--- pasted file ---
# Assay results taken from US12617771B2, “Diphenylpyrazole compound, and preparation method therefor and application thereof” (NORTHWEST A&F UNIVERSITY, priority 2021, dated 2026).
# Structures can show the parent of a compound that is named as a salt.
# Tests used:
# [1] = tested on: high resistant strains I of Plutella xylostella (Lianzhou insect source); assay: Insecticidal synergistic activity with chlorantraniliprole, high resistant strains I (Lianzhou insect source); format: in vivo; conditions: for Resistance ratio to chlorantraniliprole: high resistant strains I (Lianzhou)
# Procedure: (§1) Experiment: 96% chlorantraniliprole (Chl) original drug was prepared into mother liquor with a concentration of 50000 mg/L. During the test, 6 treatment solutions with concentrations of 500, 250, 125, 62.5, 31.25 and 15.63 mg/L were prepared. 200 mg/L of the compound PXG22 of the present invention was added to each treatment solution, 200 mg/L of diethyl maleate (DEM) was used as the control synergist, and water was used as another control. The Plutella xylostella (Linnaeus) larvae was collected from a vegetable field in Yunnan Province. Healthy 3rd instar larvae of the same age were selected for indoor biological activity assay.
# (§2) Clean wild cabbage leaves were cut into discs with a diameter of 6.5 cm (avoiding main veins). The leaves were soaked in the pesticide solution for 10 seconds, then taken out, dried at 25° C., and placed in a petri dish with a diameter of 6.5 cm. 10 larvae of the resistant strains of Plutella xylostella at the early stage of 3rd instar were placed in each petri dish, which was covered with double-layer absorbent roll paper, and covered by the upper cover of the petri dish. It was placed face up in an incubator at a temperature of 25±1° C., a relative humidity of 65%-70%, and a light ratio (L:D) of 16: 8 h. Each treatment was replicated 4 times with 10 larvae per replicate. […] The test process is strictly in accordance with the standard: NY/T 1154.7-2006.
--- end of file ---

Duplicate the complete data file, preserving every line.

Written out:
# Assay results taken from US12617771B2, “Diphenylpyrazole compound, and preparation method therefor and application thereof” (NORTHWEST A&F UNIVERSITY, priority 2021, dated 2026).
# Structures can show the parent of a compound that is named as a salt.
# Tests used:
# [1] = tested on: high resistant strains I of Plutella xylostella (Lianzhou insect source); assay: Insecticidal synergistic activity with chlorantraniliprole, high resistant strains I (Lianzhou insect source); format: in vivo; conditions: for Resistance ratio to chlorantraniliprole: high resistant strains I (Lianzhou)
# Procedure: (§1) Experiment: 96% chlorantraniliprole (Chl) original drug was prepared into mother liquor with a concentration of 50000 mg/L. During the test, 6 treatment solutions with concentrations of 500, 250, 125, 62.5, 31.25 and 15.63 mg/L were prepared. 200 mg/L of the compound PXG22 of the present invention was added to each treatment solution, 200 mg/L of diethyl maleate (DEM) was used as the control synergist, and water was used as another control. The Plutella xylostella (Linnaeus) larvae was collected from a vegetable field in Yunnan Province. Healthy 3rd instar larvae of the same age were selected for indoor biological activity assay.
# (§2) Clean wild cabbage leaves were cut into discs with a diameter of 6.5 cm (avoiding main veins). The leaves were soaked in the pesticide solution for 10 seconds, then taken out, dried at 25° C., and placed in a petri dish with a diameter of 6.5 cm. 10 larvae of the resistant strains of Plutella xylostella at the early stage of 3rd instar were placed in each petri dish, which was covered with double-layer absorbent roll paper, and covered by the upper cover of the petri dish. It was placed face up in an incubator at a temperature of 25±1° C., a relative humidity of 65%-70%, and a light ratio (L:D) of 16: 8 h. Each treatment was replicated 4 times with 10 larvae per replicate. […] The test process is strictly in accordance with the standard: NY/T 1154.7-2006.